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Phone data can predict infectious disease outbreaks

A team of Princeton and Harvard researchers analyzed the phone call records of 15 million users in Kenya -- not to spy on people, but to study the spread of seasonal disease. The team wanted to see if the movement of phone users can predict outbreaks of seasonal diseases like rubella or German …


Dengue and climate: Scientists tackle the nuances | UCAR - University Corporation for Atmospheric Research

August 4, 2015 | For more than a decade, scientists have known that the mosquitoes transmitting dengue fever have been moving from the tropics north …

Dengue Fever

Skin Cancer Checker App, SkinVision, Snags $3.4M To Move Beyond Moles

Can an app warn you that you might have skin cancer? Digital health startup SkinVision is using smartphone tech and vision algorithms to allow consumers to track changes to their moles. Users of its iOS and Android apps, which have been downloaded some 200,000 times since launch back in 2011, take …

Skin Cancer

Detecting Alzheimer’s Disease by Drawing a Clock Face with a Digital Pen

Using a digital pen to draw a clock face could help with the diagnosis of Alzheimer's and other neurodegenerative diseases.


Malaria vaccine gets 'green light'

The world's first malaria vaccine has cleared one of the final hurdles prior to being approved for use in Africa.

The European Medicines Agency gave a positive scientific opinion after assessing its safety and effectiveness.

It represents a 'green light' for the Mosquirix jab, developed by …


Clear connection between wireless devices and cancer, experts say


Hazardous effects of radiation from wireless devices could be realized through the "classical mechanisms" of oxidative impairments in …


Not getting enough sleep might be way worse for you than we thought

Losing one night of sleep may do far more damage to your body than simply making you groggy the next day.

A few years ago, scientists figured out which genes are associated with your biological clock — the thing that wakes you up in the morning and tells you when you need to get some sleep.

These …


These Superhumans Are Real and Their DNA Could Be Worth Billions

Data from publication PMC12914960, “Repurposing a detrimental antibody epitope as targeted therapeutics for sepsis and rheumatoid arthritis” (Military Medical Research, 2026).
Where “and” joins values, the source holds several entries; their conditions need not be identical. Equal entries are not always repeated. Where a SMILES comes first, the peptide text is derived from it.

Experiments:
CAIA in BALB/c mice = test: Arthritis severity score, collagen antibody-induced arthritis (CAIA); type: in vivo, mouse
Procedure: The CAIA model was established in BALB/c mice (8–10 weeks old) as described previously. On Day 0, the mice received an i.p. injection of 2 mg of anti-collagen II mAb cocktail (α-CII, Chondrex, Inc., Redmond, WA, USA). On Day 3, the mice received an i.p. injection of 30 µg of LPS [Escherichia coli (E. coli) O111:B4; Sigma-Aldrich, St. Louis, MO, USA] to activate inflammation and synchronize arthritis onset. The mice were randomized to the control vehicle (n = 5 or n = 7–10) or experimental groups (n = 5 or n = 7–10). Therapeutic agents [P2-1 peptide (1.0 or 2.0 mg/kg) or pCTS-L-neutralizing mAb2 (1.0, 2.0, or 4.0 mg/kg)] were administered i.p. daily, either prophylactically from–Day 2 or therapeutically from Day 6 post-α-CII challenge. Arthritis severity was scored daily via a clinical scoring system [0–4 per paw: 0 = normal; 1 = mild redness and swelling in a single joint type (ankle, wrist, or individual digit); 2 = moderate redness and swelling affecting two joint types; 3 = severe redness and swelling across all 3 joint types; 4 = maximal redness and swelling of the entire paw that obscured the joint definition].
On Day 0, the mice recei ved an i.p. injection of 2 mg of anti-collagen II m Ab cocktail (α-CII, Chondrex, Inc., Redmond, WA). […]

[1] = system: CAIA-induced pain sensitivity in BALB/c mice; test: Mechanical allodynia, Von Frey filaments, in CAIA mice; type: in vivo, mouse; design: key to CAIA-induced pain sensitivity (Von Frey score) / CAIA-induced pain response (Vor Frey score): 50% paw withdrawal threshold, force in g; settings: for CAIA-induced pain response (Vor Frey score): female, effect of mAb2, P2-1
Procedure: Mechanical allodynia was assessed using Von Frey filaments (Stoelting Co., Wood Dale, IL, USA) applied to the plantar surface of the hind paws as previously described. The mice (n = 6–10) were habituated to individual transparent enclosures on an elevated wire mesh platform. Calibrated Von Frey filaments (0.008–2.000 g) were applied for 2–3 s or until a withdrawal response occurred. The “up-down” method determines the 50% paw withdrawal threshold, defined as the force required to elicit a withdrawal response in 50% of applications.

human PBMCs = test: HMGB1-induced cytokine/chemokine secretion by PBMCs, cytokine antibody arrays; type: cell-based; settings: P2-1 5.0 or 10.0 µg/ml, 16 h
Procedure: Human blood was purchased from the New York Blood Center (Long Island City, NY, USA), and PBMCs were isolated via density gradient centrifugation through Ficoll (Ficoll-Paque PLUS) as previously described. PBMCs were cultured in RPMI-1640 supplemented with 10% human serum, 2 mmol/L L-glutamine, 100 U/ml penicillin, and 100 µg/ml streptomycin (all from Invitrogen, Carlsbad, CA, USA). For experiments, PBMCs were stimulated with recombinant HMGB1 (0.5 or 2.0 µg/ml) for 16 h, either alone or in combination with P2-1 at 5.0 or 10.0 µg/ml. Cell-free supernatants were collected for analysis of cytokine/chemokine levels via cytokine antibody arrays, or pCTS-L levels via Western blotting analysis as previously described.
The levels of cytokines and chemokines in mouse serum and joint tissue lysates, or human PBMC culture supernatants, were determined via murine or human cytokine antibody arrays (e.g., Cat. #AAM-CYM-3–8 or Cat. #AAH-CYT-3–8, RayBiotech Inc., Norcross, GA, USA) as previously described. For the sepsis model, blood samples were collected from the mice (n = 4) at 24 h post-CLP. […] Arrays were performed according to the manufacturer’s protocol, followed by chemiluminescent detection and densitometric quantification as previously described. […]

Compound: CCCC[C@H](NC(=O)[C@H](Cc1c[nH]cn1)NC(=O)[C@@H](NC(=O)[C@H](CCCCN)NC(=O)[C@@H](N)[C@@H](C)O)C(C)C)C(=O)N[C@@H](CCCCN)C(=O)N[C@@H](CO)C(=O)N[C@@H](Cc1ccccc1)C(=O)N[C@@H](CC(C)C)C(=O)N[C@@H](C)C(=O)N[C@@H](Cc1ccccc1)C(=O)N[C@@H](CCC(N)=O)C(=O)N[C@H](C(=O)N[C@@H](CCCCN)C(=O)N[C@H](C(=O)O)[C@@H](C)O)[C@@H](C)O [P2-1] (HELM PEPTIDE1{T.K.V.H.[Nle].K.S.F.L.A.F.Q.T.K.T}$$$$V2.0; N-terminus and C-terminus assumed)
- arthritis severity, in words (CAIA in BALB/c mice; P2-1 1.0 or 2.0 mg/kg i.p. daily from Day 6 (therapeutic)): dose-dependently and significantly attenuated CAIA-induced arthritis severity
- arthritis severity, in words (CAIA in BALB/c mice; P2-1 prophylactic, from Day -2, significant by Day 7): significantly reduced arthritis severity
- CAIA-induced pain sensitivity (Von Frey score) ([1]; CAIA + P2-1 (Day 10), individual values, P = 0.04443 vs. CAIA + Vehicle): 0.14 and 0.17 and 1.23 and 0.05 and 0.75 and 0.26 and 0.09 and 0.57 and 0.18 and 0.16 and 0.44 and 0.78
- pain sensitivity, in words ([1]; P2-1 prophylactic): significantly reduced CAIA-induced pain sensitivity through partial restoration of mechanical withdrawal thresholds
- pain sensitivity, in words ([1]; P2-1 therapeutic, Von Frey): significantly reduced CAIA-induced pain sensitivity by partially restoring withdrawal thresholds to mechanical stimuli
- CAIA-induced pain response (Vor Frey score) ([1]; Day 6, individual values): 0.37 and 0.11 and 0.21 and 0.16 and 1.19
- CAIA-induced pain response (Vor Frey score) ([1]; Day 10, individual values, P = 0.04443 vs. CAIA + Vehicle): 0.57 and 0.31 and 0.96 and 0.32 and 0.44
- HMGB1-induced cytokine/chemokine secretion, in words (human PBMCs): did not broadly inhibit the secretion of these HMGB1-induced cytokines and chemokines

Steven Pete can put his hand on a hot stove or step on a piece of glass and not feel a thing, all because of a quirk in his genes. Only a few dozen …


Flu Map | Contagious Disease Surveillance | Virus Awareness

Disease Categories

Twelve disease categories are used to help you quickly find what you're looking for within your local area. Most of the categories …


How mosquitoes zero in on warm bodies

New research suggests that mosquitoes track down something to bite using a sequence of three cues: smell, then sight, and finally heat.

Biologists recorded the movement of hungry mosquitoes inside a wind tunnel.

The insects were instantly attracted to a plume of CO2, much like a human breath; after …


App Shows You Which Surgeons Are The Most Dangerous

ProPublica's new software allows users to view surgeons' complication rates

In 2012, 71-year-old LaVerne Stiles had spinal fusion surgery to repair a small fracture caused by a car accident a few weeks before. When she chose between the three surgeons at her nearby hospital in central Florida, she …


Nokia's former design chief is now working on a project 'to develop music as medicine'

Marko Ahtisaari was head of Nokia's esteemed design team until the Microsoft takeover was announced a couple of years ago, but hasn't been back in serious professional action since. He's now returning to a more prominent role by taking up the CEO position of The Sync Project, a collaborative …


'Softener' may help kill cancers

It may be possible to "soften-up" cancers before hitting them with chemotherapy drugs, researchers suggest.

A study, published in the Cancer Cell, uncovered how tumours can become resistant to commonly used drugs.

The University of Manchester team suggest drugs already in development may be able to …

Public Broadcasters

Ultrasound may heal chronic wounds, suggests study

A blast of ultrasound can help stubborn chronic wounds heal more quickly, a study suggests.

Tests on animals, published in the Journal of Investigative Dermatology, showed healing times could be cut by nearly a third.

Experts said the early results were "quite impressive" but needed to be tested on …